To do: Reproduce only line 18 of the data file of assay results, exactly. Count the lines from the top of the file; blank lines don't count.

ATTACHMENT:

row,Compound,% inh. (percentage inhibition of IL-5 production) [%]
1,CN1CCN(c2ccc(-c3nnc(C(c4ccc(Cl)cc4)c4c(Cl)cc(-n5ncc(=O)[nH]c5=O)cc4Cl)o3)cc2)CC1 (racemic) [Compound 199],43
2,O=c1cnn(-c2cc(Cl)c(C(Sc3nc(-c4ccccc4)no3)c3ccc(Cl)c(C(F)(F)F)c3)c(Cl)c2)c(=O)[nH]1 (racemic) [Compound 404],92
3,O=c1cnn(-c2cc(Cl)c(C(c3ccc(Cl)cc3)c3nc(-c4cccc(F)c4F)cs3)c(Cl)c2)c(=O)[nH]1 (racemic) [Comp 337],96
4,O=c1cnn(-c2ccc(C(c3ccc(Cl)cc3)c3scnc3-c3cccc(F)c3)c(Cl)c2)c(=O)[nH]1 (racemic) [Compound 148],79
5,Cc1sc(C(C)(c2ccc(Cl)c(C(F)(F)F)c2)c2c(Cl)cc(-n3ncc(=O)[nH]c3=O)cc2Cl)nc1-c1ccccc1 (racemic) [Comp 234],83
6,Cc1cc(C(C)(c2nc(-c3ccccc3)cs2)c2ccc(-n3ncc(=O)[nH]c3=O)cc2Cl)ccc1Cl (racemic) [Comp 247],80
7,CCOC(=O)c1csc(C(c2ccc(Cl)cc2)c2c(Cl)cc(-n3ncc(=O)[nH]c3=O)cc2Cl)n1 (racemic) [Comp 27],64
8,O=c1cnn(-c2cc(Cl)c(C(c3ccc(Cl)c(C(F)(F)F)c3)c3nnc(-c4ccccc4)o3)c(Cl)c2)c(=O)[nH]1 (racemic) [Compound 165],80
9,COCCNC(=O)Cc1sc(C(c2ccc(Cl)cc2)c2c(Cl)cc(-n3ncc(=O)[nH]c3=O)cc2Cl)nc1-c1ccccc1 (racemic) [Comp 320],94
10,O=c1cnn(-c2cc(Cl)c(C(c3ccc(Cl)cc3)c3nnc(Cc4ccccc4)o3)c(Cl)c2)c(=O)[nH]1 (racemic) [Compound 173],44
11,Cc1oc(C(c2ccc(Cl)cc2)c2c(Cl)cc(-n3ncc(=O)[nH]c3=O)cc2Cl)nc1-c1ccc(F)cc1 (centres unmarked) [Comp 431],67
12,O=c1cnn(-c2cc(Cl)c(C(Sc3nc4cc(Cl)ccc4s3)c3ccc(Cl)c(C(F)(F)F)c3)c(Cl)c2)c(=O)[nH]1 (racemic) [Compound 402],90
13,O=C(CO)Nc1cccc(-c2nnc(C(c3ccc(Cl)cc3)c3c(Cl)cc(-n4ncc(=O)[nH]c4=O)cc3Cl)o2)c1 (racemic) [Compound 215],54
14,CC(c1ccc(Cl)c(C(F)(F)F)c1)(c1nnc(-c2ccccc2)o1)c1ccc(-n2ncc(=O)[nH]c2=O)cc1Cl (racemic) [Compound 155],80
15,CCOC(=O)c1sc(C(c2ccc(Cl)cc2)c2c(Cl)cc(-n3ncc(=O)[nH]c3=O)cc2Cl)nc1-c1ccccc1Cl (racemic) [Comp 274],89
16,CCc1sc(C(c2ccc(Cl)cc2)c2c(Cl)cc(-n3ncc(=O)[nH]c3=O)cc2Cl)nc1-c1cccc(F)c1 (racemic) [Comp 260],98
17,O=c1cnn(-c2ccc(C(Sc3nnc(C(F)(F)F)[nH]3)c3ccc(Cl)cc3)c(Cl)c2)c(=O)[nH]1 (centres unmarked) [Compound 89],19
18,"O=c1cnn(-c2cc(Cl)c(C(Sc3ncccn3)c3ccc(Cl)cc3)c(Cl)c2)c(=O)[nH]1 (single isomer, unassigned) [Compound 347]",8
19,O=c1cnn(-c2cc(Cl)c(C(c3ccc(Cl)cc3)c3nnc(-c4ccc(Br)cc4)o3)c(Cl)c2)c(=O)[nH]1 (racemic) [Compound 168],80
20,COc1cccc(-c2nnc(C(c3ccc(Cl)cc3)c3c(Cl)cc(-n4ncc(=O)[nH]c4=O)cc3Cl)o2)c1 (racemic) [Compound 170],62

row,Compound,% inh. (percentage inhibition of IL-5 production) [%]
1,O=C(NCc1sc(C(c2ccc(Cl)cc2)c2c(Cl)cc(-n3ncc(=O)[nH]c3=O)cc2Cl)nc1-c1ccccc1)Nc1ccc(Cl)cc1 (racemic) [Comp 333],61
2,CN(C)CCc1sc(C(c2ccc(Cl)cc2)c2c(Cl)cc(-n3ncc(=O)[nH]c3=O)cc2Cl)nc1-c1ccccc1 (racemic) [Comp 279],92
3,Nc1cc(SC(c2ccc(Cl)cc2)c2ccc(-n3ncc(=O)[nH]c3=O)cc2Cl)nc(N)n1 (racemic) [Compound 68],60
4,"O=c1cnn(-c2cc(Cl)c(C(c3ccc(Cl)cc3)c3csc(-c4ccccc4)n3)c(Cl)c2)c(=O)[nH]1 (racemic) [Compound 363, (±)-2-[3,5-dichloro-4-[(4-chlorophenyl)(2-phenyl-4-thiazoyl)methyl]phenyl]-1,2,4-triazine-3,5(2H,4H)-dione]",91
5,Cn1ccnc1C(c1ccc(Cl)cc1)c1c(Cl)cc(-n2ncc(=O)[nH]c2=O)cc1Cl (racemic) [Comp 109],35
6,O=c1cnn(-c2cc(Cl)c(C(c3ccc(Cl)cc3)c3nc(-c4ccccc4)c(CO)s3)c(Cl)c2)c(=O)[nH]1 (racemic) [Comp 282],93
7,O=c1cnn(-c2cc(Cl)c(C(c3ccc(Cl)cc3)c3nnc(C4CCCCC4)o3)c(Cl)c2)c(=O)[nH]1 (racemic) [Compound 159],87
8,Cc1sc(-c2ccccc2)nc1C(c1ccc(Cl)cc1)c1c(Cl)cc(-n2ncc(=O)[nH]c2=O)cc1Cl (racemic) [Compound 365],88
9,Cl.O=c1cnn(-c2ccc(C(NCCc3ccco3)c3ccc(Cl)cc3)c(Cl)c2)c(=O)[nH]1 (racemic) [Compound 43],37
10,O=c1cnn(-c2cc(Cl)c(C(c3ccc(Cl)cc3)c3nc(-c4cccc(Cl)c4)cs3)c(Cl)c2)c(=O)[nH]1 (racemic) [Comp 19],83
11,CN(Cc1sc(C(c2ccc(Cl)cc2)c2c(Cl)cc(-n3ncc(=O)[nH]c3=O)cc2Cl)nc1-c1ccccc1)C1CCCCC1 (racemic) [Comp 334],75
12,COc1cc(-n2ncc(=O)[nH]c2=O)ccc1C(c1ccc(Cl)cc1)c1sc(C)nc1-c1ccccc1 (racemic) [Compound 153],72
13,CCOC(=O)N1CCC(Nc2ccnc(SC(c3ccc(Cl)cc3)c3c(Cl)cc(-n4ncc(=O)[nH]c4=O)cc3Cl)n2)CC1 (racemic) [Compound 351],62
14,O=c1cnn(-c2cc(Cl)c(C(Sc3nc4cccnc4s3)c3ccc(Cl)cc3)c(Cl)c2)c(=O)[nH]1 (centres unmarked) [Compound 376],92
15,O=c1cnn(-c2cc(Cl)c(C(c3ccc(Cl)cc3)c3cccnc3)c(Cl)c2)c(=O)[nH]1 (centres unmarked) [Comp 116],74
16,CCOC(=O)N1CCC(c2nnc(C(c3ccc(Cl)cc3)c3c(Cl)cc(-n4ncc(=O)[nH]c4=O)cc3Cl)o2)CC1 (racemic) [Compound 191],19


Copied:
17,O=c1cnn(-c2ccc(C(Sc3nnc(C(F)(F)F)[nH]3)c3ccc(Cl)cc3)c(Cl)c2)c(=O)[nH]1 (centres unmarked) [Compound 89],19